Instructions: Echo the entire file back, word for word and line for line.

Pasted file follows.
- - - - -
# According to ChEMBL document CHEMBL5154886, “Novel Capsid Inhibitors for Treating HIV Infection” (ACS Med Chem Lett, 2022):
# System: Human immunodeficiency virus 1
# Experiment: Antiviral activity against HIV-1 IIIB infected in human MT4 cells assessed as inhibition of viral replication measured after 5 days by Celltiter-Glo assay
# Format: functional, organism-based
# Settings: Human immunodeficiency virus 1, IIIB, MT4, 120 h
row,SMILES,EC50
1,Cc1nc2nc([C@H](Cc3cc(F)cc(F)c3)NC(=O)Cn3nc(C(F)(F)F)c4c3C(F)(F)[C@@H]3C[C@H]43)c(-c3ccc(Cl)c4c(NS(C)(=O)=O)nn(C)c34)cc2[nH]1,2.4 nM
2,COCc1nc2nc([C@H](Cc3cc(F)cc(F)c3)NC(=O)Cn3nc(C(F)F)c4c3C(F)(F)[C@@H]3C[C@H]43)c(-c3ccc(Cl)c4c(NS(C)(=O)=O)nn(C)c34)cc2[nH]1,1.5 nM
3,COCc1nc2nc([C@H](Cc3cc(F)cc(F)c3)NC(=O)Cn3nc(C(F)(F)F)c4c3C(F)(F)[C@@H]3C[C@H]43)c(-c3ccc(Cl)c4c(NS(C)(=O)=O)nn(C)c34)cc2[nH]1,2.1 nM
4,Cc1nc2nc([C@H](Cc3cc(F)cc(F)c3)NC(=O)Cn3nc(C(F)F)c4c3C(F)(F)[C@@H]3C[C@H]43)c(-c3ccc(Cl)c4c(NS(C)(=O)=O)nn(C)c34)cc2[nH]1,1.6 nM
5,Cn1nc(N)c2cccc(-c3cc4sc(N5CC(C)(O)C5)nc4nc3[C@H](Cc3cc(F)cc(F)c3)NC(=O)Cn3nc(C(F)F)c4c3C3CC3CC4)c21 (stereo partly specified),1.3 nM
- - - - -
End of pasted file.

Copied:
# According to ChEMBL document CHEMBL5154886, “Novel Capsid Inhibitors for Treating HIV Infection” (ACS Med Chem Lett, 2022):
# System: Human immunodeficiency virus 1
# Experiment: Antiviral activity against HIV-1 IIIB infected in human MT4 cells assessed as inhibition of viral replication measured after 5 days by Celltiter-Glo assay
# Format: functional, organism-based
# Settings: Human immunodeficiency virus 1, IIIB, MT4, 120 h
row,SMILES,EC50
1,Cc1nc2nc([C@H](Cc3cc(F)cc(F)c3)NC(=O)Cn3nc(C(F)(F)F)c4c3C(F)(F)[C@@H]3C[C@H]43)c(-c3ccc(Cl)c4c(NS(C)(=O)=O)nn(C)c34)cc2[nH]1,2.4 nM
2,COCc1nc2nc([C@H](Cc3cc(F)cc(F)c3)NC(=O)Cn3nc(C(F)F)c4c3C(F)(F)[C@@H]3C[C@H]43)c(-c3ccc(Cl)c4c(NS(C)(=O)=O)nn(C)c34)cc2[nH]1,1.5 nM
3,COCc1nc2nc([C@H](Cc3cc(F)cc(F)c3)NC(=O)Cn3nc(C(F)(F)F)c4c3C(F)(F)[C@@H]3C[C@H]43)c(-c3ccc(Cl)c4c(NS(C)(=O)=O)nn(C)c34)cc2[nH]1,2.1 nM
4,Cc1nc2nc([C@H](Cc3cc(F)cc(F)c3)NC(=O)Cn3nc(C(F)F)c4c3C(F)(F)[C@@H]3C[C@H]43)c(-c3ccc(Cl)c4c(NS(C)(=O)=O)nn(C)c34)cc2[nH]1,1.6 nM
5,Cn1nc(N)c2cccc(-c3cc4sc(N5CC(C)(O)C5)nc4nc3[C@H](Cc3cc(F)cc(F)c3)NC(=O)Cn3nc(C(F)F)c4c3C3CC3CC4)c21 (stereo partly specified),1.3 nM